Hillary Clinton has said that the thousands of children who have crossed the border by themselves should be deported. That attitude, in someone who aspires to be president of the United States, is worrisome because of the disinformation and apparent lack of compassion it reveals.

“They should be sent back as soon as it is determined who the responsible adults in their families are,” the former First Lady declared last week. The author of “It Takes a Village” added that the U.S. should send “a clear message” to prevent children from attempting the dangerous journey.

We should ask Clinton what she thinks should be done if it is determined that “the responsible adults” are here, in this country. Would she sent the children back anyway?

It is no mystery that one of the reasons why thousands of these innocents undertake such an adventure is because they wish to rejoin their parents, who are living in the U.S. as undocumented migrants.

Clinton also said that “the main reason” for the wave of children crossing the border is that “the violence in those Central American countries is increasing dramatically.”

This, of course, is completely true. That reality is testified to by the children themselves, who don’t tire of repeating that they’re afraid to return to their hometowns, ravaged by the violence of the drug cartels and the murderous “mara” gangs.

Then, shouldn’t we ask Clinton how is it possible that, in good conscience, she can propose returning to the places they fled from to save their lives thousands of defenseless children who arrived in the U.S. almost by a miracle?

No, the issue is not so easy.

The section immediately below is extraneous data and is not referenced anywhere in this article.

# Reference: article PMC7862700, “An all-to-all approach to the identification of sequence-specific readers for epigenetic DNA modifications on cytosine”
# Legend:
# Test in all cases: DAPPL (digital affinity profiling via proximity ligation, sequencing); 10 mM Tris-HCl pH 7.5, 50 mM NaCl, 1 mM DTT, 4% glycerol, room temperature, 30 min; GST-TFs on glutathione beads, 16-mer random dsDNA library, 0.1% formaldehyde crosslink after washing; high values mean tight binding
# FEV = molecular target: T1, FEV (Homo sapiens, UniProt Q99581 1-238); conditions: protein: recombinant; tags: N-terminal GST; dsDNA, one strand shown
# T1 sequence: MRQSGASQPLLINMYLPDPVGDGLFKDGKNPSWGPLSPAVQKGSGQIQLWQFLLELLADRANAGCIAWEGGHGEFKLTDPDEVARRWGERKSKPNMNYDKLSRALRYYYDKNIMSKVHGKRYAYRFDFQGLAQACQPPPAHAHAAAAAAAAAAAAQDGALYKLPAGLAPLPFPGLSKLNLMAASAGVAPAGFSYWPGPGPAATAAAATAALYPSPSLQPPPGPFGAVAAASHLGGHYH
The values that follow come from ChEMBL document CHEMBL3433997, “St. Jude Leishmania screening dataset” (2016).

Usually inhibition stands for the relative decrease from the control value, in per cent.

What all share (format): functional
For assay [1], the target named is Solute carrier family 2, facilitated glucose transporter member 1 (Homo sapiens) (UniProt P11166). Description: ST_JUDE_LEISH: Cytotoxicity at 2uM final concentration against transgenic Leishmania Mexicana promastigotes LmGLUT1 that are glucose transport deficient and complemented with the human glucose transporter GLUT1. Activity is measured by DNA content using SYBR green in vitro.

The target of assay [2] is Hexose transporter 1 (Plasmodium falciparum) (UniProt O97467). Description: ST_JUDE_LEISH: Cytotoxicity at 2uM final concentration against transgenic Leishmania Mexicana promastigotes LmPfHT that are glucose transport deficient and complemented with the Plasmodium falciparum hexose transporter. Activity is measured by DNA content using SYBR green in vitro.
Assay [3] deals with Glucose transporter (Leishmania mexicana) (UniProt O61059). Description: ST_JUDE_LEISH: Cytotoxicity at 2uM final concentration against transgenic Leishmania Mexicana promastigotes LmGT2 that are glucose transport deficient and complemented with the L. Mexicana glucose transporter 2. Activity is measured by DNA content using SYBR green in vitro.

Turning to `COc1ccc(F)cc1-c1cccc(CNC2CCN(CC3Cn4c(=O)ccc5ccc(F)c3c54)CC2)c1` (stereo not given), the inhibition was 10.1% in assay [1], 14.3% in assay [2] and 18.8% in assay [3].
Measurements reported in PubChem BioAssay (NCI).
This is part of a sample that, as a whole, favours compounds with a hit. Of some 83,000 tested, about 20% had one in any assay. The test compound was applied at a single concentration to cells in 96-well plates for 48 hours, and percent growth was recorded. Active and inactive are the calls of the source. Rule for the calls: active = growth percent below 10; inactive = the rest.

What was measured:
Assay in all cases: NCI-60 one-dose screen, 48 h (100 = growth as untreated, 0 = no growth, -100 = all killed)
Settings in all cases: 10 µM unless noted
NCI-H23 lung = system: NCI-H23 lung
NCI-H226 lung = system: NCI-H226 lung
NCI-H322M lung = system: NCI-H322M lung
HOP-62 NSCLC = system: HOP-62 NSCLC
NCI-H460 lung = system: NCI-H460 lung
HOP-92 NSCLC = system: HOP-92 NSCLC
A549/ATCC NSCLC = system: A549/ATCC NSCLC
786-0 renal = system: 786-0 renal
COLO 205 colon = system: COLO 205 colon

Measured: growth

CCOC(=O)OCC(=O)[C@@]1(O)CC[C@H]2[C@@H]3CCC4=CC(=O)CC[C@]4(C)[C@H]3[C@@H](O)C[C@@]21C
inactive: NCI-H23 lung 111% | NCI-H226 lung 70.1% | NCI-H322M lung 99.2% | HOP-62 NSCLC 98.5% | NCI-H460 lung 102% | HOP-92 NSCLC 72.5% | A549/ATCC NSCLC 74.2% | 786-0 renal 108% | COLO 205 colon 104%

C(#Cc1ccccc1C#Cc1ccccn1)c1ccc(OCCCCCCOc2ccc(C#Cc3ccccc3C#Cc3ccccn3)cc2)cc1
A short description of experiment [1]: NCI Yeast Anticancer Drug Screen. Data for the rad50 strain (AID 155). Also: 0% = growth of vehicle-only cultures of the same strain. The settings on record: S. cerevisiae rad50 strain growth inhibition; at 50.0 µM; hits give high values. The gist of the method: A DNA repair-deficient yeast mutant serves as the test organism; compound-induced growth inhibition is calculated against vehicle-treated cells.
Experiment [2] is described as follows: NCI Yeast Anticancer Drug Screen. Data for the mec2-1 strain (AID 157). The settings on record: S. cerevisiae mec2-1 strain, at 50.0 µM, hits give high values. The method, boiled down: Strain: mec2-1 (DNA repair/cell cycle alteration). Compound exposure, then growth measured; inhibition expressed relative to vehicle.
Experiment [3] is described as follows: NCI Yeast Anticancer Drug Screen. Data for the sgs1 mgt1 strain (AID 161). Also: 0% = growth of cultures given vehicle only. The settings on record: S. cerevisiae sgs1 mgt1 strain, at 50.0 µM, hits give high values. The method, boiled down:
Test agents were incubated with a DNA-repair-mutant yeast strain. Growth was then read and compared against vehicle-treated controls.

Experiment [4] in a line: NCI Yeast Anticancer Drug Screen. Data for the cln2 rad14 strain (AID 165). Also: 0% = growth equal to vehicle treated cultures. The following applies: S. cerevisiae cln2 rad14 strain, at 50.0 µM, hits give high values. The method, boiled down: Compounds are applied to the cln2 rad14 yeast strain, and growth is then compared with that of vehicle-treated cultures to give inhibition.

In fact, the wave of unaccompanied minors has not stopped and the humanitarian crisis — that’s how President Obama describes it — worsens by the hour. It is estimated that the number of children from Honduras, Guatemala, El Salvador and Mexico detained after crossing the border could reach 90,000 by the end of September.

Clinton’s position coincides with Obama’s, who, although he described the situation as a humanitarian crisis — and faithful to his reputation as the Deporter-in-chief — proposes solutions of a nature that’s essentially police-related.

That was clear Sunday in an open letter to the Central American parents, signed by Jeh Johnson, secretary of Homeland Security, the federal functionary who oversees issues of immigration in this country.

The letter, published in the Spanish media, says that there will be no “permits” and the end of the voyage.

“Under current U.S. laws and policies, anyone who is apprehended crossing our border illegally is a priority for deportation, regardless of age,” Johnson says, expressing the White House’s official position.

Evidently, both Clinton and the White House are proposing measures that do not affect the people really responsible for a crisis created not by the children who cross the border but by the violence of the drug trade, fed by the multimillion-dollar market represented by the United States.

Worse still, their proposals ignore Washington’s historic responsibility in creating the terrible situation afflicting those countries by overthrowing democratic governments, financing devastating armed conflicts and imposing commercial treaties that benefit only the U.S.

We should ask Clinton and Obama — and we have said this before — if they understand that the problem is not one of domestic policy but of foreign policy, and that there is no possible solution unless they begin to repair some of the damage historically caused by Washington in those countries.

To do that, they would have to invest in the future of the children there, rather than in useless repressive measures here.


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